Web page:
When the Public Loses Faith
Corruption in government is nothing new. And it’s not limited to nations and governments that are developing or are on already shaky ground due to civil discord or poverty.
The issue is how we, as a world community, combat it. Because not only does corruption exact a significant financial toll, but its influence may obscure real progress that’s otherwise being made in improving systems, policies and procedures that are essential in order to build effective governments.
There is tremendous concern among world economic leaders over public sector corruption, and rightfully so: A 2016 research paper by the International Monetary Fund said it drains $1.5 trillion to $2 trillion from the global economy.
Those costs are compounded by a heavier price paid in terms of restricted economic growth, lost tax revenues and worsening poverty. But even more debilitating yet are the indirect costs that are hard to quantify but no less serious. How does a nation or a society recover when corruption has undermined trust and when the ethical standards private citizens hold are continuously being compromised?
It was an issue I was forced to grapple with myself over the course of a three-year project in Nigeria, when I was brought in by government officials to lead a much-needed and long-delayed overhaul of the government pension system. My experience leading public sector reform projects in Africa (including Nigeria) and other countries, combined with a reputation for integrity in my dealings, gave me credibility as a qualified outsider.
It was a significant challenge, largely as a result of the corruption that has long characterized the country.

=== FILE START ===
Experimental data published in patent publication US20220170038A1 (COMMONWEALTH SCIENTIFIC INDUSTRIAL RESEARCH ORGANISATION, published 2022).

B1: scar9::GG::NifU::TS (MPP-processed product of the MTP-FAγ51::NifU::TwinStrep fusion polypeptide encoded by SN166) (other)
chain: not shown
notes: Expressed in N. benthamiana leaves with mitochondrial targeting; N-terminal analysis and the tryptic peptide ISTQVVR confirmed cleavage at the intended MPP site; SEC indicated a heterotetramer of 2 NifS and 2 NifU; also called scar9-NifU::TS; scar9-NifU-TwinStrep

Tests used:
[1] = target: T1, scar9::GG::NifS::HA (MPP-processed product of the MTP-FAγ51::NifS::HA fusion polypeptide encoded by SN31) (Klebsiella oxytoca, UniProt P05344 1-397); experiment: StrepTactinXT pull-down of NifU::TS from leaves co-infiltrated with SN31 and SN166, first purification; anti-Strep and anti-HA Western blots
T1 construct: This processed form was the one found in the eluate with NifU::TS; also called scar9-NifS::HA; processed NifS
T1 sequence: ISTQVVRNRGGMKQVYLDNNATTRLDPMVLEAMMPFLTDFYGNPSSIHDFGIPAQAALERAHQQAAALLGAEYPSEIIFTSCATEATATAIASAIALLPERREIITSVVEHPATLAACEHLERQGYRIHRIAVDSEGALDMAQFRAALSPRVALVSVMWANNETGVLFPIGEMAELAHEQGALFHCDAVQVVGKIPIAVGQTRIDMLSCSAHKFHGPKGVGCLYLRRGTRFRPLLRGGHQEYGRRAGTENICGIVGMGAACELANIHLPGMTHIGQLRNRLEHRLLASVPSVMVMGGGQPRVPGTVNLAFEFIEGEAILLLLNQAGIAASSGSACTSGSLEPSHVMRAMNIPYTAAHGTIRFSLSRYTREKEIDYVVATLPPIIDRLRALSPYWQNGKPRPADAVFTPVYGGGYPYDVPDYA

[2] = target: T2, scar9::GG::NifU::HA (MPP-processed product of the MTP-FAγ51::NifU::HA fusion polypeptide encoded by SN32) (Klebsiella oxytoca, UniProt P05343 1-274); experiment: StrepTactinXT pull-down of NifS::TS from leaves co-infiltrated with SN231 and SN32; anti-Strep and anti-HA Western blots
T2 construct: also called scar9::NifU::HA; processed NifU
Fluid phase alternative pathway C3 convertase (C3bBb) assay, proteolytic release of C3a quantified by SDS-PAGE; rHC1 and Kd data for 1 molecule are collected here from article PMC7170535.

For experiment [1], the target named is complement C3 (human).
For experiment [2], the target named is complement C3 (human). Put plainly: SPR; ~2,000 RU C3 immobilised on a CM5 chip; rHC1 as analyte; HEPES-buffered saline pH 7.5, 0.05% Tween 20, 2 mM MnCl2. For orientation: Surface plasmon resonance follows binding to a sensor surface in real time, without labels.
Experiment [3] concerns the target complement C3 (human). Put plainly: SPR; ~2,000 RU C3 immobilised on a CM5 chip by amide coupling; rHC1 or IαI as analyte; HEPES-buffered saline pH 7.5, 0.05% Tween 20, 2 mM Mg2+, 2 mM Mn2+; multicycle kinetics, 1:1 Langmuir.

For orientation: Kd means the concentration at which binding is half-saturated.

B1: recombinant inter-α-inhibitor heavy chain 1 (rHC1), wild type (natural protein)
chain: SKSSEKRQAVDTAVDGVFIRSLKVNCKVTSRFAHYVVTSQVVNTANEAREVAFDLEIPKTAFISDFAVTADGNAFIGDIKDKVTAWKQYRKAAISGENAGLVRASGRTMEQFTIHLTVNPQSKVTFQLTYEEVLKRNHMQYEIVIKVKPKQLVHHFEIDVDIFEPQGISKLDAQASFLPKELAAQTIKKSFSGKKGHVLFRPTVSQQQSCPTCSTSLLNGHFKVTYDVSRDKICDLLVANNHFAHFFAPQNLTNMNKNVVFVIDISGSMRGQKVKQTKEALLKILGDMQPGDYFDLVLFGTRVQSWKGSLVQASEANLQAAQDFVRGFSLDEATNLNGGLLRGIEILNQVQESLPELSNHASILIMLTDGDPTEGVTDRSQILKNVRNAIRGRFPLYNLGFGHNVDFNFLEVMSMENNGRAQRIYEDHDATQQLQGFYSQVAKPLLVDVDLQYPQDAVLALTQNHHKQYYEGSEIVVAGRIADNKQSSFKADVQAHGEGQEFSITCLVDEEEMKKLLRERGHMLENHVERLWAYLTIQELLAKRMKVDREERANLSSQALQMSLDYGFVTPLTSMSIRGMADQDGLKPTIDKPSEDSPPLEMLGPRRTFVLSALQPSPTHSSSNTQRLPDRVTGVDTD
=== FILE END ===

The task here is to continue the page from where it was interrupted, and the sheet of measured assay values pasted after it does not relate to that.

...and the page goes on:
Nigeria is Africa’s largest economy, but one that has seen an increase in the number of people living in poverty – about 86 million by some accounts . It’s also considered one of the most corrupt nations in the world. The 2017 Corruption Perceptions Index of Transparency International puts Nigeria in the 148th spot of the 180 countries surveyed.
I was charged with restructuring a system that had been riddled with misappropriation and allegations of fraud for years. The task was to consolidate the system; separate government ministries managed their own small pension systems, but no one knew how much money was in each. There were a large number of “ghost” pensioners, whose money was pocketed by ministry officials.
The civil service pension that was brought into the new system, for example, had 103,000 pensioners on its payroll and over 60,000 complaints. A painstaking verification process eliminated the “ghosts,” but also restored the hope of genuine pensioners who had been excluded from receiving their benefits for years.
But all the good work our team accomplished – real pensioners helped and lots of money saved and safe in the government treasury – couldn’t overcome negative campaigning against our work by those corrupt agency heads who were losing control over their cash cows.
And the people?
They had been living with systemic corruption for so long that they trusted no one and were willing to believe the worst of everyone. Those are the sort of fractures of faith that will keep a country from succeeding with a progressive agenda.
Nigeria, sadly enough, is not the only nation whose progress is hampered by corruption. Combatting it can take many forms. Strengthening public financial management systems is one recommendation. The use of information technology for transactions helps. In the case of the Nigerian pension system, it helped to cut out intermediaries, enabled direct payment to pensioners’ accounts from the Central Bank and, most importantly, kept records confirmed that my effort and the clean-up work was above dispute. And, of course, stronger public policymaking is another – and one that’s at the heart of many development projects funded by organizations like the World Bank.
But there are no easy ways to restore people’s faith and trust in their leaders and institutions.